Sometimes you win in the Court of Appeal and you're really, really happy. Until the case gets taken up by the California Supreme Court. At which point you sometimes realize, if you're smart: "Oh my. I'm going to totally get killed. My argument is wrong on the merits and totally inequitable. This ain't going to be pretty."
That's what I imagine Daniel Barer must have -- or at least should have -- thought in this one. The issue is whether the prison "mailbox" rule (i.e., that a notice of appeal by an incarcerated prisoner is deemed filed when s/he delivers it to the prison mailbox, as opposed to the Clerk of the Court) applies in both criminal cases (where it's been a longstanding rule) as well as civil cases. The County of Los Angeles successfully persuaded the Court of Appeal to distinguish between these two areas, but then the California Supreme Court granted review. And it was Mr. Barer's job to defend the Court of Appeal's ruling.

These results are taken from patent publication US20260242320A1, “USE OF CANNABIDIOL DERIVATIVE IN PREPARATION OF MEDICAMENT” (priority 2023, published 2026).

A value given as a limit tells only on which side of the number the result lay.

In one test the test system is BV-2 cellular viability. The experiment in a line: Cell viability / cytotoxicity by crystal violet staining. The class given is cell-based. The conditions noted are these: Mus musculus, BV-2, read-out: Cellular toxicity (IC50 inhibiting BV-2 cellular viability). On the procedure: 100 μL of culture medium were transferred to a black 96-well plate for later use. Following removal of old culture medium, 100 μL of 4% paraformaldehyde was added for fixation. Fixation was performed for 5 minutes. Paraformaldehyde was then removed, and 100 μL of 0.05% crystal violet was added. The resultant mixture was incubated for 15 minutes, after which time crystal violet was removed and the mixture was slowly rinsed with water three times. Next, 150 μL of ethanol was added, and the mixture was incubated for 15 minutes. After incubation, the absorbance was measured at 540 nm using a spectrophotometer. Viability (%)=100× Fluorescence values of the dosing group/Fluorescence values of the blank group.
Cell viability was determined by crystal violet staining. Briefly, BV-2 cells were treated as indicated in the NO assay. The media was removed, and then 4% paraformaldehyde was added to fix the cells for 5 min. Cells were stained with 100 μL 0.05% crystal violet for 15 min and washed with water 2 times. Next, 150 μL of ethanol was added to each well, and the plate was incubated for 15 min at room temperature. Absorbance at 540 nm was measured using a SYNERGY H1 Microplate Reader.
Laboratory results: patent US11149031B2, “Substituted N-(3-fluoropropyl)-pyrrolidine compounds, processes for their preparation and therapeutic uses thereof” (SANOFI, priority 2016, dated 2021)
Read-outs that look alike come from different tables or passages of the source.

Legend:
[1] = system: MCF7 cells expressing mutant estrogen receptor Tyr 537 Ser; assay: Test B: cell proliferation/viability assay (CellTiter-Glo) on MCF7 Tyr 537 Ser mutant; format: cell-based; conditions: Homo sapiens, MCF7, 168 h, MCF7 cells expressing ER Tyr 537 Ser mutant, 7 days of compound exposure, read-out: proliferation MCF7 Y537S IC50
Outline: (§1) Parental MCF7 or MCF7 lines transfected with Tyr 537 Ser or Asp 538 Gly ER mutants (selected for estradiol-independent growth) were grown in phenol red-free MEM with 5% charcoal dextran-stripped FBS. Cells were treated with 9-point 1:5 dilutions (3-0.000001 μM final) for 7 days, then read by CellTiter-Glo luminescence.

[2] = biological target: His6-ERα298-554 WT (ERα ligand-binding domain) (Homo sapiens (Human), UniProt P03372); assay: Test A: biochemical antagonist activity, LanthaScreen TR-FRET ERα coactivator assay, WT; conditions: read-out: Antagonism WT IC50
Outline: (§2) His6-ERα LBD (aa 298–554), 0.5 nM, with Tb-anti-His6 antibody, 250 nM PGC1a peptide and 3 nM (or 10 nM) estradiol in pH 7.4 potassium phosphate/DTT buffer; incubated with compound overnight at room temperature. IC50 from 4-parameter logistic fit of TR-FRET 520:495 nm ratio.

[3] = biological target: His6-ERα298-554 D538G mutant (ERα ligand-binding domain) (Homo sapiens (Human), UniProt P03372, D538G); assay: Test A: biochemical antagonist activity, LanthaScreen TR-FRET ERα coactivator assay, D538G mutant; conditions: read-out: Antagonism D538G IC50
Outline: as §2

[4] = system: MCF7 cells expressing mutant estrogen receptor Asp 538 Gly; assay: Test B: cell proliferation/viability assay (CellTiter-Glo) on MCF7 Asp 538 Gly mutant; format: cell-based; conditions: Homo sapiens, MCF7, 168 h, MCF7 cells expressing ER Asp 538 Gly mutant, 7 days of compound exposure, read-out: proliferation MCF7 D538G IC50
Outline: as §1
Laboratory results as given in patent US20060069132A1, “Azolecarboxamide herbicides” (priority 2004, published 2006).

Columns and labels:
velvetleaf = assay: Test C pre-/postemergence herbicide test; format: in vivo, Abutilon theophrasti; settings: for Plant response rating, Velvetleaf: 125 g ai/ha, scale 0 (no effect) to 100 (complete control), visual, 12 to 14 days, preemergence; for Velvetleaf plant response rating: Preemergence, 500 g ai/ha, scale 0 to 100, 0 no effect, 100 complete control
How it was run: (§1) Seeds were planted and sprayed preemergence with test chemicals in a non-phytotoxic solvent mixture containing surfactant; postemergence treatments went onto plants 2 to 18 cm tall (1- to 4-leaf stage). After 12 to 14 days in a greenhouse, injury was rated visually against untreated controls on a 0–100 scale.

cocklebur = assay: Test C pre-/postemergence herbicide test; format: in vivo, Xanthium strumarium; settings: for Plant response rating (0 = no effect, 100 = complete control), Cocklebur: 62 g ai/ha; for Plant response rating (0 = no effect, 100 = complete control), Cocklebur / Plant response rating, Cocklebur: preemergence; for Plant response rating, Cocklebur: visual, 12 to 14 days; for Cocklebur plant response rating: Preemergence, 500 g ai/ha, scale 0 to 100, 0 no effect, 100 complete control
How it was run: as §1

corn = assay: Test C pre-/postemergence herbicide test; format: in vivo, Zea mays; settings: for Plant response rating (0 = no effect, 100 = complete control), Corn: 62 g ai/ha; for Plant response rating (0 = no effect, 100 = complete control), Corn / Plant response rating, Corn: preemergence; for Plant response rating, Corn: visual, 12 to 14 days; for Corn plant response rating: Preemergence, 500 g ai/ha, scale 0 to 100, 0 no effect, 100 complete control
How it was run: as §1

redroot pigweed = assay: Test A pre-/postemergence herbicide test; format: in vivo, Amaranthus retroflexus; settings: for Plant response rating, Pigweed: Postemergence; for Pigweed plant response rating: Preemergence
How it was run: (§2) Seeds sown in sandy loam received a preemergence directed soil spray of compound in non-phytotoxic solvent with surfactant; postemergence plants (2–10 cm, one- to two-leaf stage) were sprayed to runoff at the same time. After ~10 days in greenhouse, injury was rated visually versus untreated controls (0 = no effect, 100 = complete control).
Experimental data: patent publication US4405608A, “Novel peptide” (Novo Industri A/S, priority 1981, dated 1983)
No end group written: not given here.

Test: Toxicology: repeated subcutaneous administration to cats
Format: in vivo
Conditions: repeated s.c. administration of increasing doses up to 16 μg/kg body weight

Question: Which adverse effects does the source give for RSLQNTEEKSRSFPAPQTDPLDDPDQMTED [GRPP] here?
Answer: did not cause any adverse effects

Which is possible, of course. But on the merits, there's no way the distinction should hold. And this fact did not go unnoticed. In a move that wasn't at all surprising to pretty much anyone, the California Supreme Court ultimately decided unanimously that the mailbox rule applied in both civil as well as criminal cases.
Sometimes you've got a dog of an argument. In that event, just enjoy the ride. Sure, you're going to lose, and get grilled in the process. But articulate the best position you can and, thereafter, don't feel bad when you get crushed. It isn't you. There's nothing personal about it. You were just on the wrong side. And, in truth, the world's a better place for you losing. So be happy it all worked out.